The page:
Hello – I hope you’ll take a look at an excerpt from a book that has been hiding in my creative files for a few years. Because we all have a book in us, don’t we?
Launch – Chapter 1
Cindy Clarke walked through the glass doors and stopped, blinded by the change of light. So bright outside and such a shock to suddenly see nothing but spots as her eyes adjusted to the indoors. She had forgotten her damn sunglasses at the house and had squinted her way through the drive to Marshall Technology. When she could see around her, she looked at the directory. She was sure she needed the second floor, but she’d better check. What if it was the third floor? Did she have enough time to make that mistake and get there in time?
Second floor. She waited at the elevator, feeling on display for not taking the stairs. The wait seemed unbearably long and she was sure anyone who saw her would laugh at her, think she was lazy for not taking the stairs. But Cindy was somehow off-balance that day and didn’t even want to open the stairwell door and experience the echo of someone else’s feet as they clomped up the waffle-textured rubber stairs, giving her the inexplicable feel of going to class years ago, when she was young and confident but no longer so.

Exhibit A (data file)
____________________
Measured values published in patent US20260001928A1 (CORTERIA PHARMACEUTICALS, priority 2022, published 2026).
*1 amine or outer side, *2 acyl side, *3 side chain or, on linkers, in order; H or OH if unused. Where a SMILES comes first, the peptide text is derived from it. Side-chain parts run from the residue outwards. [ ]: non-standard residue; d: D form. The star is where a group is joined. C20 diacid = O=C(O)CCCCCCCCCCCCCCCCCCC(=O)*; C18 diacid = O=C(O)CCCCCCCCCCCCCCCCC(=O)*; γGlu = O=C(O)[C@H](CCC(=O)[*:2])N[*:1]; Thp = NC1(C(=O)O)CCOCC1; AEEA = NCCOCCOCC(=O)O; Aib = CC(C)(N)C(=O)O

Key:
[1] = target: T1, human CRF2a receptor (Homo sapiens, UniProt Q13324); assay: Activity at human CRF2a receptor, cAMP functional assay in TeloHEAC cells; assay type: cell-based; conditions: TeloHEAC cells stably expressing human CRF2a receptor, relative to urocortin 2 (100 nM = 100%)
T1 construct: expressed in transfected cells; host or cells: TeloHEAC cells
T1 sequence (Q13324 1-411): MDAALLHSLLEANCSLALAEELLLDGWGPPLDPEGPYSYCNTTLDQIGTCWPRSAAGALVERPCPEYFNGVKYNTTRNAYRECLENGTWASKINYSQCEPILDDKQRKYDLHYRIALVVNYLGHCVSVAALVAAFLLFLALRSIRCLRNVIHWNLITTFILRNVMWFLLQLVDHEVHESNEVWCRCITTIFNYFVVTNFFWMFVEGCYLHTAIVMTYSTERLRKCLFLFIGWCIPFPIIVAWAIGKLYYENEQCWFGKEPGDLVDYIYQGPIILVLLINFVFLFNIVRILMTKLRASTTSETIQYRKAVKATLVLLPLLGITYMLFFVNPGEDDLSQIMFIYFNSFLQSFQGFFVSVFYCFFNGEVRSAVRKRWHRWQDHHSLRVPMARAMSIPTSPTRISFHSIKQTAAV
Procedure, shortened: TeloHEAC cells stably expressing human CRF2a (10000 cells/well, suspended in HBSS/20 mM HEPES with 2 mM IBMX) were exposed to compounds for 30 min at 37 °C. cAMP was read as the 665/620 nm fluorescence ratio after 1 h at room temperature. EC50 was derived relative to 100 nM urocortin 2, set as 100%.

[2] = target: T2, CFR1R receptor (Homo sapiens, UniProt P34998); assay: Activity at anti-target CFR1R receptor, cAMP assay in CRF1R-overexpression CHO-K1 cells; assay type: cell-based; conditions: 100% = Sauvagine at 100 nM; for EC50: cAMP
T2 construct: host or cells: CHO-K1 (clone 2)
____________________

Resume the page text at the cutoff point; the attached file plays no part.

As the elevator doors opened, she stared out stupidly, her eyes widening as if they were in charge of making the next decision. “Left or right?” she wondered. She had been alone in the elevator and she wondered if it looked worse to hesitate inside the elevator or to exit and then stop and look like a lost fool in front of people she might have to impress. “Just go,” she told herself, feeling somehow stronger at the thought of motion.
“So, what can you tell me about yourself that would convince me to hire you?” It couldn’t possibly be right that the woman across the desk from her would be a decision-maker. She looked so young. Cindy calculated. This woman was probably twenty years younger than Cindy. Her future was in these manicured, professional, unspotted and confident hands.
“Well, I haven’t worked in quite a while, as you can see,” Cindy started. She felt sweat trickling down her back. “But I’m a good typist, and good on the phone.” Were these skills even necessary anymore? Cindy wondered.